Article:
Andy would be the first to tell you that he is not the only courageous person in this class. Wayne Simien is another. Wayne could have chosen not to be here today. He could have gone to the NBA a year ago, but he chose to stay here at KU because he wanted a KU degree before he went off to play professional basketball. It took courage to make that decision, and we are glad that he did.
We are also glad that five seniors on the KU basketball team are graduating today -- Wayne, Keith Langford, Aaron Miles, Mike Lee and Jeff Hawkins, joined by Bryant Nash and Archie Marshall. Their parents and coaches clearly taught a powerful message about priorities. The basketball players, like all of you, worked hard to be here today. But it also says something about Jayhawk basketball.
There are some graduates who planned to be here, who could not attend, and we should think about them too. Alexis Reed, from Great Bend, was on her way back to take finals last week and was seriously injured when her car slid under a semi-truck. She is in Wesley Hospital in Wichita. Get well, Alexis, you are a part of this ceremony, even in absentia. Get well, and next year you will walk too.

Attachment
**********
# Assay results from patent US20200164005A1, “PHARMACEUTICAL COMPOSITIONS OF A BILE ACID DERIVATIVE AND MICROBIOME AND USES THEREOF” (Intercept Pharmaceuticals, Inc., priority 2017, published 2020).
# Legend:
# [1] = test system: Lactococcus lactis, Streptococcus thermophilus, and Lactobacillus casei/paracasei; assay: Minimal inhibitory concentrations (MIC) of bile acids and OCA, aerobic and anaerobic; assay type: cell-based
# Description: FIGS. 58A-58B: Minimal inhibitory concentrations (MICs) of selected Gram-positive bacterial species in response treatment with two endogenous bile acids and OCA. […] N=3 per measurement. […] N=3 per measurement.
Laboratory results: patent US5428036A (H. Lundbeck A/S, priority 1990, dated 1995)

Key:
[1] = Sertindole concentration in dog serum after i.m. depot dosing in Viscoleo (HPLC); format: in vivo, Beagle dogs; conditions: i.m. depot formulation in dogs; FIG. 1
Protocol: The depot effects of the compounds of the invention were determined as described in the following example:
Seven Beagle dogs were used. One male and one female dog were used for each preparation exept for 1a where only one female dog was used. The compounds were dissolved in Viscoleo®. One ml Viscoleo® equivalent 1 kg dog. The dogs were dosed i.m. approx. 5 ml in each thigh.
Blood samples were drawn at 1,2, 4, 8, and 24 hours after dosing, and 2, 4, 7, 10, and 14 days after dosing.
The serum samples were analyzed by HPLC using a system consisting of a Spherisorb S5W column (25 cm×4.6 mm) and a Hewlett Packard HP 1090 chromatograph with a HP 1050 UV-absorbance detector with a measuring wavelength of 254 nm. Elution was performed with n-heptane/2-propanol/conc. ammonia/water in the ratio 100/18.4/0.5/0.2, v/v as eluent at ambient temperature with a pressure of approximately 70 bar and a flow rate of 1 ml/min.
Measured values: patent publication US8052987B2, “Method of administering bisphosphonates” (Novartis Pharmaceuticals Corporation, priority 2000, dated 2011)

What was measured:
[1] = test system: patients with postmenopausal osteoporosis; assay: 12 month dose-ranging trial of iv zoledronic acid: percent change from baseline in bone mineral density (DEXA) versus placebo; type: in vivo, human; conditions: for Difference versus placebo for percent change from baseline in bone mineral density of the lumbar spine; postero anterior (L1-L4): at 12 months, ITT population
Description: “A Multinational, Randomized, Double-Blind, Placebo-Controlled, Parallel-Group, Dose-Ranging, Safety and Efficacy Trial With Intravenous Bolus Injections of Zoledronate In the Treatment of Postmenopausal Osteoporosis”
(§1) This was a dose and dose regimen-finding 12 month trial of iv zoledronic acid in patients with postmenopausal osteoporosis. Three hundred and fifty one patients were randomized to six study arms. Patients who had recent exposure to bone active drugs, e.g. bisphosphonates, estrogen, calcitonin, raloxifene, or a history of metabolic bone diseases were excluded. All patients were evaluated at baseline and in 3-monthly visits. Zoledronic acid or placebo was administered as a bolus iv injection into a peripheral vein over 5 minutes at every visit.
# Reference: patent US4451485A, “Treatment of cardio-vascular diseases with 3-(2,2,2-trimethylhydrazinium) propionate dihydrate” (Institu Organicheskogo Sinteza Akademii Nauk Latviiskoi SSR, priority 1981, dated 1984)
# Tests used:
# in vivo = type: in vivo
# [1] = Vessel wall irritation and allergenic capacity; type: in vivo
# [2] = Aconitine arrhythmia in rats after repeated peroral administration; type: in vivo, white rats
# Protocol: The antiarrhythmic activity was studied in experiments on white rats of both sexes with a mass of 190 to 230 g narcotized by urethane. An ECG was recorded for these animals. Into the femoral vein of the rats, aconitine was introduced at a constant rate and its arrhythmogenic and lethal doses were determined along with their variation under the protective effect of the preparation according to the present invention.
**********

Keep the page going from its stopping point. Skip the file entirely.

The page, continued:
Monica Guevara is another student, like all of you, who could have let the challenges of her life keep her from this moment. She had plenty of obstacles in front of her. Like many of you, there were financial difficulties. She frequently worked 15-hour days. In spite of it all, she refused to give into these problems. She persevered, so that today she is preparing to be a banker, with a full-time management job at UBS Bank in New York City. She starts July 5th. Congratulations, Monica, from me, your professors, your classmates. We may be dropping by to see about a loan.